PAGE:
Blog | November 19, 2015
After managing retirement communities for almost 20 years, you’d think I’d have all the answers when it comes to supporting my own parents in their aging journey. At first glance, it seems like my folks have it all figured out. They’re both avid hikers and fitness enthusiasts. My dad logs at least 1,000 miles on his bike each summer, getting in at least one 100-mile bike ride before the leaves fall each year. My mom has been a walker and a hiker for years. They have lots of friends. They travel all the time. They’ve also done an amazing job with their financial planning for retirement.
Doesn’t sound like much of a problem, does it? Well, the reality is that my mom is losing her vision due to an irreversible retinal disease. Of course, my parents have taken steps to compensate for her vision loss, adding new lighting and other adaptations to their house. You see, they love their home. And, like most people, they want to stay in it as long as they can.
As a senior living professional, I’ve always understood the benefits of living in a retirement community. But I’ve honestly believed that my parent’s plan to maintain their independence and lifestyle by staying at home was a solid one. Unfortunately, as my mom’s vision loss has progressed, I’ve realized that what we’re doing is creating a situation in which my mom will eventually become completely dependent on my dad.
For a woman whose nickname is “Marge-In-Charge,” this plan does not bode well for my mom. Or for my dad. As my mom slowly loses that fiercely held independence, she’s experienced frustration, anger and sadness. And as her vision diminishes, she loses confidence in her ability to get out on her own. My siblings and I have been noticing the early signs of disengagement from the world. And we’re seeing the impact it has on my dad as well. It’s been a real eye-opener for me. As I start to better understand the realities of aging in place at home for my own parents, I’m seeing red flags for other older adults as well.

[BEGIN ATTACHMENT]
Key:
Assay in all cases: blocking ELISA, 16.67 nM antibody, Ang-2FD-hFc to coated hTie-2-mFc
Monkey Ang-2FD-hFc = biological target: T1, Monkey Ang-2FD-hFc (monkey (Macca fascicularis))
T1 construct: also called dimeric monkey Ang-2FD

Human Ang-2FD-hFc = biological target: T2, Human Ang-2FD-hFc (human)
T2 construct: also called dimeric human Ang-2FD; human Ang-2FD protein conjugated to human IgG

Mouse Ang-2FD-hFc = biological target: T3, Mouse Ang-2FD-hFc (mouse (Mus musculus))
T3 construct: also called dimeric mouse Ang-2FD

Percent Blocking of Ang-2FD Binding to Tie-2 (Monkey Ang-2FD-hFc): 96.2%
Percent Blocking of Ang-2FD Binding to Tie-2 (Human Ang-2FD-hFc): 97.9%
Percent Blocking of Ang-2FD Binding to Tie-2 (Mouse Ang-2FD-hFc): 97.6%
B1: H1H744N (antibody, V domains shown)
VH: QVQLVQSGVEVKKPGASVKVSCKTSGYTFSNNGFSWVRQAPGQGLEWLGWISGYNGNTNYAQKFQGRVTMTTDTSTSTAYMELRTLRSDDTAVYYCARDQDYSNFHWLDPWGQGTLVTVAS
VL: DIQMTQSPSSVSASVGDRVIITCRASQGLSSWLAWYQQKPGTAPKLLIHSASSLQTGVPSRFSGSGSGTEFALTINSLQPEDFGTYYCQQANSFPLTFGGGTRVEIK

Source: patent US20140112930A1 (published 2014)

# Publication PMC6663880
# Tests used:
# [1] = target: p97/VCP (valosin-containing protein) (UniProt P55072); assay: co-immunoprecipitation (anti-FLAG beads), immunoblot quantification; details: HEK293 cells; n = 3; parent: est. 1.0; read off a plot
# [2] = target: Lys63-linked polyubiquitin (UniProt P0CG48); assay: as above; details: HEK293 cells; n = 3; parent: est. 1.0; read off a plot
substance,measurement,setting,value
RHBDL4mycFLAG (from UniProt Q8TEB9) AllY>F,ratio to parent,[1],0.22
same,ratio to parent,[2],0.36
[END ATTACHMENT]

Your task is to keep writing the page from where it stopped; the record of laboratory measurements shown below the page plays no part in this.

Staying in one’s home and remaining “independent” is such an appealing concept. So appealing, in fact, that, according to a Demand Institute study, 63 percent of baby boomers are just like my parents. They plan to stay put in their homes as they age.
Many businesses have sprung up to support this wish. Google “aging in place” and you’ll get 106 million results for home care agencies, transportation companies, home remodeling specialists and other organizations that specialize in helping people stay put as they get older.
But there’s a big wake-up call coming for many people as they get older, especially the boomers. The financial situation of many boomers simply doesn’t support their desire to stay at home. This is the first generation of people who are entering retirement saddled with excessive debt. A 2014 report from the Consumer Financial Protection bureau indicates that 30 percent of those over the age of 65 are still carrying mortgage debt. Further, the average amount that older home owners owed on their mortgages increased 82 percent from 2001 to 2011.
Complicating the financial quandary is the fact that, according to studies like that published by TD Ameritrade, the average boomer has shortchanged their retirement savings by about a half-million dollars.
A 2013 Gallup poll found that many people recognize this financial reality and that 50 percent of boomers plan to keep working past age 65. Ten percent say they will never be able to retire and will work until they drop. The problem is that “dropping” can happen much sooner than many people think. Many will develop health conditions that will limit their ability to work. Or require them to stay home to care for a spouse.
According to the Department of Health and Human Services, a staggering 70 percent of people turning age 65 can expect to use some form of long-term care during their lives. Receiving that type of care at home will be a financial impossibility for many boomers. Round-the-clock home care will eradicate their savings in no time.
Even for those who have the necessary cash, aging in place may not be the answer. As baby boomers age, the number of people in the traditional caregiving age group will shrink, limiting the pool of support. An AARP Public Policy Institute report highlights the dwindling number of people in the potential caregiver population, indicating that in 2010 there were more than seven potential caregivers for each person over the age of 80. By 2030, that number drops to four potential caregivers per elder. The reality may be that the time and cost of home health caregivers driving from home to home would be better allocated in supporting older adults in a congregate living setting.